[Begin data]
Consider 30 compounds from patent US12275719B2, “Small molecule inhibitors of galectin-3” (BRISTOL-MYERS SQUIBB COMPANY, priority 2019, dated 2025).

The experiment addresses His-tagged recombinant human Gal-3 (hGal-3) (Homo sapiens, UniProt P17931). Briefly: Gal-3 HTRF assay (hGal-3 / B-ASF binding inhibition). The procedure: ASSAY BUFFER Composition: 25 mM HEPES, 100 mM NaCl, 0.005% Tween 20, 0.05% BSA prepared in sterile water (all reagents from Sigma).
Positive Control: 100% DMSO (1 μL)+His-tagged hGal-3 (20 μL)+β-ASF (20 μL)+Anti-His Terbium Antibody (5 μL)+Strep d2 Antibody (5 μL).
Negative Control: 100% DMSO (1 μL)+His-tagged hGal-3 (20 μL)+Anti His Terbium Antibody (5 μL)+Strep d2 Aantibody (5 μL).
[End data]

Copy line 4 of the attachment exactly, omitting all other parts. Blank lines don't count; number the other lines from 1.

Negative Control: 100% DMSO (1 μL)+His-tagged hGal-3 (20 μL)+Anti His Terbium Antibody (5 μL)+Strep d2 Aantibody (5 μL).